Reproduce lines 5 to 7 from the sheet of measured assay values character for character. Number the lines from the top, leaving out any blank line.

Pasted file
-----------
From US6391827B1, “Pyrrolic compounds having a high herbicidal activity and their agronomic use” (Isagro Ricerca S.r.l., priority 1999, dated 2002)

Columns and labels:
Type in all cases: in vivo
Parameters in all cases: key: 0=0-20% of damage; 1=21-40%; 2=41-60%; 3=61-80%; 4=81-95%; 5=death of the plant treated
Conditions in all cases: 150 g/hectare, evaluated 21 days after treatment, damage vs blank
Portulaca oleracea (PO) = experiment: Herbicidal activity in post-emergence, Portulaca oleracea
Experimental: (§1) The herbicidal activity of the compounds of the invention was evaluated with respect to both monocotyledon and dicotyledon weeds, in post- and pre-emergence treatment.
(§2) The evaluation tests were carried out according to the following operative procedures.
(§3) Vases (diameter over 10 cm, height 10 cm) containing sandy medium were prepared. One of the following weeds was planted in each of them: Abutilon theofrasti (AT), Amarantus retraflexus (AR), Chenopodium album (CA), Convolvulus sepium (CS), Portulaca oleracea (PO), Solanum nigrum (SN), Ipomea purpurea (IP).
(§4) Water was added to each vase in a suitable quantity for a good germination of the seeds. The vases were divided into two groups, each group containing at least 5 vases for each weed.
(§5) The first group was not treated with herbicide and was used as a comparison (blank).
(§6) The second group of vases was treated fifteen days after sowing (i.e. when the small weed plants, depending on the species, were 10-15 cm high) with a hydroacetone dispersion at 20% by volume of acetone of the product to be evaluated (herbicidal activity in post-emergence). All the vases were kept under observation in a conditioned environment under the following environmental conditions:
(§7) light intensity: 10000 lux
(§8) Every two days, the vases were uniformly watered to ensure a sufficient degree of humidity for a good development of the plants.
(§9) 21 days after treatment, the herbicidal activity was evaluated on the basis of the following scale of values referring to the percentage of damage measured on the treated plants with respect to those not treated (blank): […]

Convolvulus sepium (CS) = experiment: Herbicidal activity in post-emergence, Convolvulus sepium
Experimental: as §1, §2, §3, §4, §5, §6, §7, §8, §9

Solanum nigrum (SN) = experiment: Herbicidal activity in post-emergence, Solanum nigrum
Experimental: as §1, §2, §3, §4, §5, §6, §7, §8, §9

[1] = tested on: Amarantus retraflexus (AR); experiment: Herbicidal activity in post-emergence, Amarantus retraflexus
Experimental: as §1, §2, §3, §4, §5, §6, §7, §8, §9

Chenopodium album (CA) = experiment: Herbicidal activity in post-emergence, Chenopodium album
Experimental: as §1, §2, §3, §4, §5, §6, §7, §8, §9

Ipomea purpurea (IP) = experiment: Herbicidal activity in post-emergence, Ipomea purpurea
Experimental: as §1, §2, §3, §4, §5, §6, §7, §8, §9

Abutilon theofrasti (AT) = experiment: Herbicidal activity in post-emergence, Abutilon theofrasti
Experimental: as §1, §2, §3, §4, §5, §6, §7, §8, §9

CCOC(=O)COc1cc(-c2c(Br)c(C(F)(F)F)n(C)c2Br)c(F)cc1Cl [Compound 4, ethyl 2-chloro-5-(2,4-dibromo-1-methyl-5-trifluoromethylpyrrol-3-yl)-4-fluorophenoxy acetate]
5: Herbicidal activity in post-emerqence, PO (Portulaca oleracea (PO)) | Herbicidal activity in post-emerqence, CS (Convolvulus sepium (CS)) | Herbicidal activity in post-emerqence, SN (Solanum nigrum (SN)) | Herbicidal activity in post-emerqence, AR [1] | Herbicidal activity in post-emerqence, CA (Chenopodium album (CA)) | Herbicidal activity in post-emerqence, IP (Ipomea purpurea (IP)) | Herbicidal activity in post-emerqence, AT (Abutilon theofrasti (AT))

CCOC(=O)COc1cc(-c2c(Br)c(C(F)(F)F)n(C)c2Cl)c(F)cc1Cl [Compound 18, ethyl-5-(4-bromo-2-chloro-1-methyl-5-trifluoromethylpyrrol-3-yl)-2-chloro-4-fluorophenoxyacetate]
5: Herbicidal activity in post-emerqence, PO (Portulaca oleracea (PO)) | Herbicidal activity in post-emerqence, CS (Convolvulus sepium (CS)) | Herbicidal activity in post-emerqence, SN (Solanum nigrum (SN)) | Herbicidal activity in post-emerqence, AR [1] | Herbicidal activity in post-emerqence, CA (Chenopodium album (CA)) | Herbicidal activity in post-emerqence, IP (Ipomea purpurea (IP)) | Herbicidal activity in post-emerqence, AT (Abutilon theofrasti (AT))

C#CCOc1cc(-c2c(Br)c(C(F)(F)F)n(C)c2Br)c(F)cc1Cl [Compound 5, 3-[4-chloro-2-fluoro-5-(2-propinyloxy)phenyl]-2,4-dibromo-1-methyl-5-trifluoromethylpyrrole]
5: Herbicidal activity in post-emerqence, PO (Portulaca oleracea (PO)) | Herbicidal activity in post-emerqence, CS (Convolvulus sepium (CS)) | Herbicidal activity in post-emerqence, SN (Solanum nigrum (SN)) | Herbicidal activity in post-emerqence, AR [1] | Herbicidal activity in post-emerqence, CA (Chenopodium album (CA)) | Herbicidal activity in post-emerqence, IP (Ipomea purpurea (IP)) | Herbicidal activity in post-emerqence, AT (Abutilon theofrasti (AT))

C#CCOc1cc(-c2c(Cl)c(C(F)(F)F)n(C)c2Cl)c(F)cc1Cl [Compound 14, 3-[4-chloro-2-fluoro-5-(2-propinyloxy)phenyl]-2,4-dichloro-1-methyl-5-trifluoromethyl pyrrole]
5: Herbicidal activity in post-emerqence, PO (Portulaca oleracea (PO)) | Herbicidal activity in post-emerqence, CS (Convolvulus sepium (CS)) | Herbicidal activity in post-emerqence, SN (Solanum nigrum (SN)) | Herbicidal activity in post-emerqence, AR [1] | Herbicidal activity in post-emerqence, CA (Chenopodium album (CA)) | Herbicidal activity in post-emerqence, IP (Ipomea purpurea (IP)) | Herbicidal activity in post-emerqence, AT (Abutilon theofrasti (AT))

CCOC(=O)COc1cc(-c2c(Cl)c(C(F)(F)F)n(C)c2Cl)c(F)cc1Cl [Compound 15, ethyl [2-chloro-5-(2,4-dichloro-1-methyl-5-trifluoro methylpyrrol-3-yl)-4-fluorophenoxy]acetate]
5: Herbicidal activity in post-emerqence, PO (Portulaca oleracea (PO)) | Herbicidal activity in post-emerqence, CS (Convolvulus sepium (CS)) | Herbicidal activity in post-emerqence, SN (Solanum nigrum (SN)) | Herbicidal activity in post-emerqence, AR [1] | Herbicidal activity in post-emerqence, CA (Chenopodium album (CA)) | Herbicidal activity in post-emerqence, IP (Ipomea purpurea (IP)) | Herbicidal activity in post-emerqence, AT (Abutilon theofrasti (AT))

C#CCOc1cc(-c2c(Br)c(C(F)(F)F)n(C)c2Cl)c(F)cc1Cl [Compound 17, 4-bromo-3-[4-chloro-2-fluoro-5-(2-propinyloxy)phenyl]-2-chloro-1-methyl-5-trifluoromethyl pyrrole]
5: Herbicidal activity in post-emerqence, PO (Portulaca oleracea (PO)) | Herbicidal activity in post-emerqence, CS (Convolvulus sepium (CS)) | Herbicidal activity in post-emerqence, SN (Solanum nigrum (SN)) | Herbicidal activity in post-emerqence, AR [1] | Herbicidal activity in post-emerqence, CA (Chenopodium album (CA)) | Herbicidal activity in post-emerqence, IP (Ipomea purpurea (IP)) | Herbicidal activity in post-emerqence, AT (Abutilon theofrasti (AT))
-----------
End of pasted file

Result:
Conditions in all cases: 150 g/hectare, evaluated 21 days after treatment, damage vs blank
Portulaca oleracea (PO) = experiment: Herbicidal activity in post-emergence, Portulaca oleracea
Experimental: (§1) The herbicidal activity of the compounds of the invention was evaluated with respect to both monocotyledon and dicotyledon weeds, in post- and pre-emergence treatment.